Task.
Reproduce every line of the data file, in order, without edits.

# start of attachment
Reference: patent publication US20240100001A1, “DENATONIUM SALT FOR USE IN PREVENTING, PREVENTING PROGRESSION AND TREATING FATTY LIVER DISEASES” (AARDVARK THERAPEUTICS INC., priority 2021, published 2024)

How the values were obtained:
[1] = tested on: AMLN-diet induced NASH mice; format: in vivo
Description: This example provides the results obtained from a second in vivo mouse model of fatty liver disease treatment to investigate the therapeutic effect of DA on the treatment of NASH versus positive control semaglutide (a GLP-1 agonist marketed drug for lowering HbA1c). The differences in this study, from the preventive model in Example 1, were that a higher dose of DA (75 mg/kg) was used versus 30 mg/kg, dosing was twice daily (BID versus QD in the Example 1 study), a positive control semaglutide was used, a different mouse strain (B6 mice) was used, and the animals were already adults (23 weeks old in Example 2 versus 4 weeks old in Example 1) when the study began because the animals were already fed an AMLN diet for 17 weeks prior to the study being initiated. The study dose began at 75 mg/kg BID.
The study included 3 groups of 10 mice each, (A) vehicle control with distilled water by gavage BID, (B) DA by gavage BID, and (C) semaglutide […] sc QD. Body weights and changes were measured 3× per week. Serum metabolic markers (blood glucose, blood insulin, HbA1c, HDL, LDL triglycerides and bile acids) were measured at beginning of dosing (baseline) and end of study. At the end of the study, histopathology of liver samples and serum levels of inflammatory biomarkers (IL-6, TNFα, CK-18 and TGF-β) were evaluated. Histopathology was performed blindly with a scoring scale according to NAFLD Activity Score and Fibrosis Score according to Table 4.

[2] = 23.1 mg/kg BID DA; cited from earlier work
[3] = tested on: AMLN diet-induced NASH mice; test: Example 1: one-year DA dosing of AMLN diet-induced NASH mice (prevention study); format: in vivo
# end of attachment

Reference: patent publication US20240100001A1, “DENATONIUM SALT FOR USE IN PREVENTING, PREVENTING PROGRESSION AND TREATING FATTY LIVER DISEASES” (AARDVARK THERAPEUTICS INC., priority 2021, published 2024)

How the values were obtained:
[1] = tested on: AMLN-diet induced NASH mice; format: in vivo
Description: This example provides the results obtained from a second in vivo mouse model of fatty liver disease treatment to investigate the therapeutic effect of DA on the treatment of NASH versus positive control semaglutide (a GLP-1 agonist marketed drug for lowering HbA1c). The differences in this study, from the preventive model in Example 1, were that a higher dose of DA (75 mg/kg) was used versus 30 mg/kg, dosing was twice daily (BID versus QD in the Example 1 study), a positive control semaglutide was used, a different mouse strain (B6 mice) was used, and the animals were already adults (23 weeks old in Example 2 versus 4 weeks old in Example 1) when the study began because the animals were already fed an AMLN diet for 17 weeks prior to the study being initiated. The study dose began at 75 mg/kg BID.
The study included 3 groups of 10 mice each, (A) vehicle control with distilled water by gavage BID, (B) DA by gavage BID, and (C) semaglutide […] sc QD. Body weights and changes were measured 3× per week. Serum metabolic markers (blood glucose, blood insulin, HbA1c, HDL, LDL triglycerides and bile acids) were measured at beginning of dosing (baseline) and end of study. At the end of the study, histopathology of liver samples and serum levels of inflammatory biomarkers (IL-6, TNFα, CK-18 and TGF-β) were evaluated. Histopathology was performed blindly with a scoring scale according to NAFLD Activity Score and Fibrosis Score according to Table 4.

[2] = 23.1 mg/kg BID DA; cited from earlier work
[3] = tested on: AMLN diet-induced NASH mice; test: Example 1: one-year DA dosing of AMLN diet-induced NASH mice (prevention study); format: in vivo